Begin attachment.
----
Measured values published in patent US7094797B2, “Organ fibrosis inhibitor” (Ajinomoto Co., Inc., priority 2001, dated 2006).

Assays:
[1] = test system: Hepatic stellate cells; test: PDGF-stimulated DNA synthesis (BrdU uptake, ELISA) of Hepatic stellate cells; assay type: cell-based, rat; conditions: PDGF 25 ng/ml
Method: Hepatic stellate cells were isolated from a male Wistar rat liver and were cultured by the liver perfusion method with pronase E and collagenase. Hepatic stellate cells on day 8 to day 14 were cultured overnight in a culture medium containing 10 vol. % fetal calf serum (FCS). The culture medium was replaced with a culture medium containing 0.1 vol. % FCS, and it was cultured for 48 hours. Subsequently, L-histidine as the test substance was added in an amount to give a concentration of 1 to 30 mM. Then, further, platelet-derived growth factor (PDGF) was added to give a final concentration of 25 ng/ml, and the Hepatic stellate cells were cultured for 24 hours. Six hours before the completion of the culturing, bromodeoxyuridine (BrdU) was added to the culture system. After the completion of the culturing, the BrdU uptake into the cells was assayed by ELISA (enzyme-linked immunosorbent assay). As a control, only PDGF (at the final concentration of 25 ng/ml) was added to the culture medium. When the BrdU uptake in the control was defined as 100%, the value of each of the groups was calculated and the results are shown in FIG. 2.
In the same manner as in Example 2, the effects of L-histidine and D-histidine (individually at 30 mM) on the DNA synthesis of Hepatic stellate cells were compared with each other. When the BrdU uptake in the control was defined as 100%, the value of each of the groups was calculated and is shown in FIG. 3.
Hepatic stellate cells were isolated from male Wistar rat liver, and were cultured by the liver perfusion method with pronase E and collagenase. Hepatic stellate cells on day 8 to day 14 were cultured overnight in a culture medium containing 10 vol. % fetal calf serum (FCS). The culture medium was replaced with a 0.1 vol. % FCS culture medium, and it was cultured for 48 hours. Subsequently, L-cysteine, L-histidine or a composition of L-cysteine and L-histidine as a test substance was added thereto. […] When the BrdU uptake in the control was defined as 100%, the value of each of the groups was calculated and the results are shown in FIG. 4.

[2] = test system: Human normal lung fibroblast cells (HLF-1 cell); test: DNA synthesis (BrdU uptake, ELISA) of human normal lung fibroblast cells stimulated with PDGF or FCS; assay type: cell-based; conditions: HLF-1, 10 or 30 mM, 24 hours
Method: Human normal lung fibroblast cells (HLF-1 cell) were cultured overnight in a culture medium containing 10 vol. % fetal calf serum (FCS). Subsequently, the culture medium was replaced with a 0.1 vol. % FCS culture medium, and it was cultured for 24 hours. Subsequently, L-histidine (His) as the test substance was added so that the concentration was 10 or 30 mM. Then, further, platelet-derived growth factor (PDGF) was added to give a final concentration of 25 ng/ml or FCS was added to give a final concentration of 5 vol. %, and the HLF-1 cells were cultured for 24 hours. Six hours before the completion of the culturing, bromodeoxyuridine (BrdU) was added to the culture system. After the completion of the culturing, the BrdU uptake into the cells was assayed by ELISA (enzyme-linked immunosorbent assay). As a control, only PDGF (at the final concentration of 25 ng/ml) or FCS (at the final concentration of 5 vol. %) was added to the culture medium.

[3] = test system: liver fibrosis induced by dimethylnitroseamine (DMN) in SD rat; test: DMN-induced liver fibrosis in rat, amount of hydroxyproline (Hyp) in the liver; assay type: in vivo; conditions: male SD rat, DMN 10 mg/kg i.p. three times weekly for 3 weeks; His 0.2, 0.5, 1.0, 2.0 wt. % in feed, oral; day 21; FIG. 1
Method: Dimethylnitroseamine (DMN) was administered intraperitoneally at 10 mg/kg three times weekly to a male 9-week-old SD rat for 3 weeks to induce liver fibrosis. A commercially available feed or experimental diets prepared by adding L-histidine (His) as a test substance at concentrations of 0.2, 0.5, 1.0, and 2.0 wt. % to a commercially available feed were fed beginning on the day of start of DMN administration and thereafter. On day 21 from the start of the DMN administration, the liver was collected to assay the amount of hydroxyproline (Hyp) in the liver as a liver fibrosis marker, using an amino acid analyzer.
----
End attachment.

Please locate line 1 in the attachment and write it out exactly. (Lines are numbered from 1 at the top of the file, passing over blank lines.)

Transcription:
Measured values published in patent US7094797B2, “Organ fibrosis inhibitor” (Ajinomoto Co., Inc., priority 2001, dated 2006).